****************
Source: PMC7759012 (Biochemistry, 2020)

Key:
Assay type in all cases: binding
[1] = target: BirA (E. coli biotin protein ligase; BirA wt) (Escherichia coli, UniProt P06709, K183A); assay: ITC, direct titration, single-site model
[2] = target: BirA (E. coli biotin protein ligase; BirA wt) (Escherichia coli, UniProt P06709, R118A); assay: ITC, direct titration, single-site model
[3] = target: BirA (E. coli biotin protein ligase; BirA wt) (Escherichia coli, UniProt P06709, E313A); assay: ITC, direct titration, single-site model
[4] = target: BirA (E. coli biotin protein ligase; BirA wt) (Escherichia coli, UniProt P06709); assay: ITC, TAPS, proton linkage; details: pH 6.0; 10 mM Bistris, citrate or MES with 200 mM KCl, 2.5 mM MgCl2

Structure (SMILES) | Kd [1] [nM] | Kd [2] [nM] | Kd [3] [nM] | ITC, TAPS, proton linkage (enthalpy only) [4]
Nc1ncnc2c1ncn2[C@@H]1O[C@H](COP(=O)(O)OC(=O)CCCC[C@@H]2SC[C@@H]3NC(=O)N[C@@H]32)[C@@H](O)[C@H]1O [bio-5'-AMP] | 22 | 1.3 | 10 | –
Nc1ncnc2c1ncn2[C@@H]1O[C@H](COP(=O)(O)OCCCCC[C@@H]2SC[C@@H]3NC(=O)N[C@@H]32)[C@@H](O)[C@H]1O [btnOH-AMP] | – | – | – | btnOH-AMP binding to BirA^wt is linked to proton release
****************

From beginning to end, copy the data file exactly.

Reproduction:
Source: PMC7759012 (Biochemistry, 2020)

Key:
Assay type in all cases: binding
[1] = target: BirA (E. coli biotin protein ligase; BirA wt) (Escherichia coli, UniProt P06709, K183A); assay: ITC, direct titration, single-site model
[2] = target: BirA (E. coli biotin protein ligase; BirA wt) (Escherichia coli, UniProt P06709, R118A); assay: ITC, direct titration, single-site model
[3] = target: BirA (E. coli biotin protein ligase; BirA wt) (Escherichia coli, UniProt P06709, E313A); assay: ITC, direct titration, single-site model
[4] = target: BirA (E. coli biotin protein ligase; BirA wt) (Escherichia coli, UniProt P06709); assay: ITC, TAPS, proton linkage; details: pH 6.0; 10 mM Bistris, citrate or MES with 200 mM KCl, 2.5 mM MgCl2

Structure (SMILES) | Kd [1] [nM] | Kd [2] [nM] | Kd [3] [nM] | ITC, TAPS, proton linkage (enthalpy only) [4]
Nc1ncnc2c1ncn2[C@@H]1O[C@H](COP(=O)(O)OC(=O)CCCC[C@@H]2SC[C@@H]3NC(=O)N[C@@H]32)[C@@H](O)[C@H]1O [bio-5'-AMP] | 22 | 1.3 | 10 | –
Nc1ncnc2c1ncn2[C@@H]1O[C@H](COP(=O)(O)OCCCCC[C@@H]2SC[C@@H]3NC(=O)N[C@@H]32)[C@@H](O)[C@H]1O [btnOH-AMP] | – | – | – | btnOH-AMP binding to BirA^wt is linked to proton release